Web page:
Timothy Daniels urges Moorestown resident to carefully examine this year’s budget.
On July 23, Moorestown council passed a budget of more than $25 million, an increase of nearly $6 million (5 percent) over 2017 (by contrast, inflation stands at 2.9 percent). Stacey Jordan and Manny Delgado claim they have lowered taxes, but don’t be fooled. While they refer to a small decrease in the municipal rate, in reality Moorestown residents will pay more overall taxes in 2018 than in 2017, which was more than 2016. Spending, fees and debt are all increasing. To balance the budget and give the appearance of a “tax cut,” council is dipping into surplus (our tax dollars paid over the years) to the tune of over $2.6 million, when in actuality they are deficit spending.
If council returned that amount to taxpayers, each resident would receive about $100. Instead, this budget saves the average Moorestown homeowner only about $20 in municipal taxes. For most of us, that meager amount will be wiped out by increased fees for services, recreational programs and permits, and increased rates for township professionals (re-appointed in January with no competitive bidding process). Tax increases for residents in Fire District 2 will be particularly steep, to make up for the mall tax appeal settlement of $2.65 million.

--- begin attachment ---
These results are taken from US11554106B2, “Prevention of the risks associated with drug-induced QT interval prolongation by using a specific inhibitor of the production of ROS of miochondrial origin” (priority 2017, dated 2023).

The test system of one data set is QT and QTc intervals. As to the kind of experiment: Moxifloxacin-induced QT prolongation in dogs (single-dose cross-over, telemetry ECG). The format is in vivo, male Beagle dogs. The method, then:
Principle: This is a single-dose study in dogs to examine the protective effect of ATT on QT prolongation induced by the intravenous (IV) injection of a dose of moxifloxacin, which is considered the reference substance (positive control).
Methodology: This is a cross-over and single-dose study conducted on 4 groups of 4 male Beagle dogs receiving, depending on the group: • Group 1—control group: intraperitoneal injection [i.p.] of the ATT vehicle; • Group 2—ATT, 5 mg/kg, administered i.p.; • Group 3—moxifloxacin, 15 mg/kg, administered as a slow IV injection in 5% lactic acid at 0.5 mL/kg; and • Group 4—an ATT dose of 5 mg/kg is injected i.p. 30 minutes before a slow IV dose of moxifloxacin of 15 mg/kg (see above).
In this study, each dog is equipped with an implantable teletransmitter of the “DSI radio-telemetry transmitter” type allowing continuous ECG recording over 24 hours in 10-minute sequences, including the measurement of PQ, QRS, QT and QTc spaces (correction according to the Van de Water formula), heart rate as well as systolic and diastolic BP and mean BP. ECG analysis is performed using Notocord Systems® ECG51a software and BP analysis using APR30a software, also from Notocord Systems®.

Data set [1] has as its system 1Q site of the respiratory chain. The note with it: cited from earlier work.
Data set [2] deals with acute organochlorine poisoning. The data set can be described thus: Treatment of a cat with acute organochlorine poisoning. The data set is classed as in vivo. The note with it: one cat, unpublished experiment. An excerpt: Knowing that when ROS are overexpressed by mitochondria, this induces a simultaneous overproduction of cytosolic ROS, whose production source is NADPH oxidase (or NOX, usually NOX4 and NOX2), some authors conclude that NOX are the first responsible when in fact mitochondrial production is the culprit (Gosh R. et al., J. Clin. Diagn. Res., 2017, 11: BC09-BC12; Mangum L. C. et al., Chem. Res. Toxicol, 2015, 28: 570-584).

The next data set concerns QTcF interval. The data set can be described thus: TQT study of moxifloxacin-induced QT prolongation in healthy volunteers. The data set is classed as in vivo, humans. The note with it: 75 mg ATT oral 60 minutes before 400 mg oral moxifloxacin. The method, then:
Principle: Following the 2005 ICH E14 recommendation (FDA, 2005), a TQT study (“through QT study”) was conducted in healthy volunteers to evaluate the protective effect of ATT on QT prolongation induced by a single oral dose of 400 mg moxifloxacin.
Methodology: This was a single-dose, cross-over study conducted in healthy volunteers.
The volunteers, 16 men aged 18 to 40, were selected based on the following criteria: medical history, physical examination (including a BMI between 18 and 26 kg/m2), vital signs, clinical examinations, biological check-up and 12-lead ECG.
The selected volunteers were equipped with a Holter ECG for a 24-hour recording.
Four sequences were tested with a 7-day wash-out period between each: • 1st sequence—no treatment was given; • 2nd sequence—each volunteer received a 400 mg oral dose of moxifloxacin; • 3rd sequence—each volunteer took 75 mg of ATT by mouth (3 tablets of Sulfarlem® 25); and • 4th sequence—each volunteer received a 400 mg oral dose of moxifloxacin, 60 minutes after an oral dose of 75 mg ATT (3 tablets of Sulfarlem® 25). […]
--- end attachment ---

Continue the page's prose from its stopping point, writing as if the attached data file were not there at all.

This short-sighted budget kicks the can down the road. Municipal debt increases by $13 million, and $4 million — 16 percent of the budget — will be spent servicing that debt. Most concerning, current leadership has provided no long-term plan for how to pay for the significant housing, infrastructure and school improvements necessary to support our affordable housing obligations.
Moorestown residents pay a substantial amount in taxes. We deserve transparency and fiscal responsibility, not irresponsible spending and election-year shell games, when it comes to how our tax dollars are spent.